My first lesson of motherhood remains the one I’m still learning.  The date was March 12, 2004 and I was very, very pregnant – due on Aril 1st.  Yes, I was going to have an April Fool’s Day baby.  It was a Friday, and I was sharing pick up and drop off duties of my niece and nephew since my brother-in-law was not well.  I picked up the kids, and we were driving home, planning our trip to the local carnival opening in our small town that weekend when my phone rang.  It was my OB’s nurse.

“Kristin, ” she said, “Dr. Inouye wants you to come in to the hospital tonight.”

“Excuse me?”  I confusedly mumble.

“Dr. Inouye is concerned about some of your test results from your appointment yesterday.  She wants you to come in to the hospital.  Your husband should come with you.  And you should bring your bag.”

“Why do I need my bag?”  I ask, completely shocked at the phone call, mind racing about all the things I was going to do that evening/weekend/the next week, etc.

“Dr. Inouye thinks it’s time to have a baby, ” the nurse cheerfully informed me.

“Oh, um, okay.  I guess I’ll, um, tell my husband when I get home.  Um, I’m kinda not packed…am I in a rush?”

“Take a shower, pack your bag, get some dinner and come eat here at the hospital, Kristin.  It’s gonna be a fun night.  See you soon!”

My niece and nephew, hearing my side of the conversation, are naturally curious, so I tell them that my doctor thinks it’s time for me to have the baby.  My nephew, my Godson, laughs out loud.  “That’s so crazy, Aunty Triss.”  And ya know, I really had to agree.  But, my first lesson of motherhood was now in full swing: pregnancy, childbirth, motherhood and children are really not in your control.

The story has a mostly happy ending – my labor was induced due to worries of high blood pressure.  And after petocin, having my water broken, and what seemed like years of pushing, my daughter was born at 5:05am on March 13th.  It has been a wild ride, and I’m still a recovering control freak – thanks to being a mother.  And although I’m still trying to embrace my loss of control and order in life, I have three beautiful children who make it all worthwhile.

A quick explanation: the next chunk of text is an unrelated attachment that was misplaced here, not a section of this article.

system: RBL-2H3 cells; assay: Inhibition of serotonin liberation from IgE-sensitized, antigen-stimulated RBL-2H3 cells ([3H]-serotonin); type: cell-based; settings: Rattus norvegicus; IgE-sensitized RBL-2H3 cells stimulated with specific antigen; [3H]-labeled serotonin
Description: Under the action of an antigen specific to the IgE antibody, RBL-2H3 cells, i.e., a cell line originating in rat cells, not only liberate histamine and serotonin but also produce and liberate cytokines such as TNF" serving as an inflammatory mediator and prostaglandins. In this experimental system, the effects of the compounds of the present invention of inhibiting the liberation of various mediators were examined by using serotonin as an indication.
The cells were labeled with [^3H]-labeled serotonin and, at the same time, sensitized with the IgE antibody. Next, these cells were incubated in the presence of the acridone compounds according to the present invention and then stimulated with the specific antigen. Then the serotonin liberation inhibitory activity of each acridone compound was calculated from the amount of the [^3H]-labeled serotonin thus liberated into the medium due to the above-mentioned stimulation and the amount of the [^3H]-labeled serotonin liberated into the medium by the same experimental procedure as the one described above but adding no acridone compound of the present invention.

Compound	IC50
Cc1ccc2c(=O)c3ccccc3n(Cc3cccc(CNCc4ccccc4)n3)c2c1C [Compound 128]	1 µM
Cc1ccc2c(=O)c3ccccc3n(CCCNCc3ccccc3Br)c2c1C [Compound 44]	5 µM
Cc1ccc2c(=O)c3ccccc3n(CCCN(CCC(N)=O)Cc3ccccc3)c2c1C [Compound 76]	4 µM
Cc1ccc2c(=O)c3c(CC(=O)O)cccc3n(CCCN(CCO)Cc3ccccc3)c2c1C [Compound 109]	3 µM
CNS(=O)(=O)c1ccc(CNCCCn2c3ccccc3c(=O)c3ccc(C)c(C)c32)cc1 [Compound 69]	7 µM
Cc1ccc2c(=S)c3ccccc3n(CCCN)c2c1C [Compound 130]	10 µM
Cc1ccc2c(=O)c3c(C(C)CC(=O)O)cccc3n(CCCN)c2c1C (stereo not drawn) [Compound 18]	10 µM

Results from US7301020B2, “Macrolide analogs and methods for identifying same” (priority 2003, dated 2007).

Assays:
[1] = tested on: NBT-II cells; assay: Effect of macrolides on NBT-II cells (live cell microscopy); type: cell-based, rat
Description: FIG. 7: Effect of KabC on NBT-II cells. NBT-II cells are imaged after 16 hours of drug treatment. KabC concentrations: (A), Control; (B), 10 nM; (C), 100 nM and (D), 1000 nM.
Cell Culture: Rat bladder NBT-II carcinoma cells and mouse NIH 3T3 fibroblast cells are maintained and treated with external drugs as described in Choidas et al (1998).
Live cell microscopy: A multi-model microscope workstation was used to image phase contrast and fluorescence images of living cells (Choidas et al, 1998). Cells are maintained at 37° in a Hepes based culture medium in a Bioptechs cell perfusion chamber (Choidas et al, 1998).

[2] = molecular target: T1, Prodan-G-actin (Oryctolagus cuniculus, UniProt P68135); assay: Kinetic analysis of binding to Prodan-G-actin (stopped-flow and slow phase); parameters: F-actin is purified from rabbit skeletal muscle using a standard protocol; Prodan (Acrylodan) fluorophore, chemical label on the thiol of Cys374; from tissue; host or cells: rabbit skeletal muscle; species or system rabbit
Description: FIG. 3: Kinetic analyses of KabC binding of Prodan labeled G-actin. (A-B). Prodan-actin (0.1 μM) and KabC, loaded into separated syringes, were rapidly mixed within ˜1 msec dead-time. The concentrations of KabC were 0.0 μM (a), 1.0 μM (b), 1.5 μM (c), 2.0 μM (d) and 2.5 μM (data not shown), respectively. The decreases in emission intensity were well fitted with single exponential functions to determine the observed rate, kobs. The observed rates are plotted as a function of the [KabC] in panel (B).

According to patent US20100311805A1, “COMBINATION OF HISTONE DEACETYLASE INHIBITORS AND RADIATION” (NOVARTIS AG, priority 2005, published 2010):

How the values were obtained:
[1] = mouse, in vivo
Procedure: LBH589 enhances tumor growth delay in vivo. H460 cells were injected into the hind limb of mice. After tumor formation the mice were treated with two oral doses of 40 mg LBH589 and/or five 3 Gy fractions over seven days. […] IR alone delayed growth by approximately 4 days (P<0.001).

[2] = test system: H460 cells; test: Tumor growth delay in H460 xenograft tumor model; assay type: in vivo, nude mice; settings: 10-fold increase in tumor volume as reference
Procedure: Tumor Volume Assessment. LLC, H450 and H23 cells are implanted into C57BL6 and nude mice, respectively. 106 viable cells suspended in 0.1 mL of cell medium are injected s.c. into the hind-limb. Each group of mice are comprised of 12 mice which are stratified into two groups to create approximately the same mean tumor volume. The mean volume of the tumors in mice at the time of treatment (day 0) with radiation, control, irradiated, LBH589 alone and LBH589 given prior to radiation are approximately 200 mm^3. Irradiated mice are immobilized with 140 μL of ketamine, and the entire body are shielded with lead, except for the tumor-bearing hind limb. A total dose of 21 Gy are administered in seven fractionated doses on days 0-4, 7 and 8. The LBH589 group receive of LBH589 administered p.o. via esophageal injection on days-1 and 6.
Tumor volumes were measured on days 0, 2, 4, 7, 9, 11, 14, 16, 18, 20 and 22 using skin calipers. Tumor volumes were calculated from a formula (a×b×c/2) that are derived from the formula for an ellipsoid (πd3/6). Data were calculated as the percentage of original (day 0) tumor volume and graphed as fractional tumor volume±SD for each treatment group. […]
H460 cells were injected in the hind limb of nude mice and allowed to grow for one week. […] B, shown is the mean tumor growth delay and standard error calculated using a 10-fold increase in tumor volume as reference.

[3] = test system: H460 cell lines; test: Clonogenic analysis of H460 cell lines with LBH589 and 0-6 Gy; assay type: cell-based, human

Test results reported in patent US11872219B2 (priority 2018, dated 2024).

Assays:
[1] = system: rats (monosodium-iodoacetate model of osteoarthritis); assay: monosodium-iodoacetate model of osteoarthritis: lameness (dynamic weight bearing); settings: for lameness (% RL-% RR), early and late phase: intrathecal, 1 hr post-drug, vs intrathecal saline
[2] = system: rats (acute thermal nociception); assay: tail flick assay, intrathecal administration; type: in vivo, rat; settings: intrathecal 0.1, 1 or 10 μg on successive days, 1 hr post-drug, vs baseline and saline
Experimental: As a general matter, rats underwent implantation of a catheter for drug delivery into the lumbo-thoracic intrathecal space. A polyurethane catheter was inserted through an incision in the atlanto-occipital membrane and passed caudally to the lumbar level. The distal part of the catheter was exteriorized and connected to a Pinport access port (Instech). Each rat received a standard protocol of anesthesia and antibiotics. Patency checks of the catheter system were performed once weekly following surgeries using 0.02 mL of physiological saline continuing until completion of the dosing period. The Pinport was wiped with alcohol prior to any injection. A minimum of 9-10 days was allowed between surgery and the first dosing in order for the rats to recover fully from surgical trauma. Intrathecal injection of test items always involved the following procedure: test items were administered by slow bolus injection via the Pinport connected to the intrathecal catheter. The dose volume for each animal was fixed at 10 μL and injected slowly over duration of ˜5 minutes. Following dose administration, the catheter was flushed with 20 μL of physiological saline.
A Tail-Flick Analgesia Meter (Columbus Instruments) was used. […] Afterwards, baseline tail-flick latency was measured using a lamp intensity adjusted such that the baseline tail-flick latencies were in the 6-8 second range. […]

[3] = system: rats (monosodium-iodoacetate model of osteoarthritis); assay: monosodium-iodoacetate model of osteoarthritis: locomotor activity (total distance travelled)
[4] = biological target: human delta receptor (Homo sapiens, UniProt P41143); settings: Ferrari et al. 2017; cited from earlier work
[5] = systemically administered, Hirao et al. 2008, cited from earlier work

“Control is never achieved when sought after directly. It is the surprising outcome of letting go.” ~James Arthur Ray

Where Moms Who Blog Go!

Posted in photography

(Almost) Wordless Wednesday

I really like the idea of “Wordless Wednesday,” used by many other bloggers out in the world.  In case you’re new to blogging (like me), it’s basically posting a picture or series of pictures without words, allowing the pictures to tell their own story…ya know, the whole “a picture’s worth a thousand words” thing.  So here I go…joining the bloggy world with my first (almost) Wordless Wednesday.

Posted in parenting, Random

Help! I’ve been abducted by children…

I’m a college educated mother of three who works outside of the home, because I need and want to.  I’m no rocket scientist, but I consider myself to be kinda smart and capable of complex thinking and problem solving.  I grew up with brothers and never was really one for girlie-girl, cutesy pink and princessy type nonsense.  And on top of everything else, my husband and I are sure to make time for us as a grown-up couple, so we’re not always immersed in the universe of our children.

Imagine then, my surprise when I find myself arguing with my six-year-old, no, not arguing – DEBATING with my six-year-old on the issue of whether or not we’ve seen the Barbie movie that is going to be delivered to our mailbox from Netflix.

“No, we have not seen Fairytopia.  Fairytopia is the movie that comes before Mermaidia.  In the beginning of Mermadia, they tell you a little bit about what happens in Fairytopia so you know how important Elina’s wings are to her…ya know when she had to trade them in for a mermaid tale.”

I stopped, after clearly winning the debate with my six-year-old, and then the reality of what just happened set in.  I looked at my husband.  He’s got that smile on his face – the one that is reserved for the very special moments when I’ve clearly made an arse out of myself.  “Nice, ” he says.  “Shut up,” I reply.  “Did I really waste energy and brain power on a Barbie movie?”  “Yup,” he says still smiling with THAT smile, now permanently affixed to his face.

Great.  This is really what I’ve become.  Please, someone – help me.  I’ve clearly been abducted by my children…it’s really all their fault.

And I love it.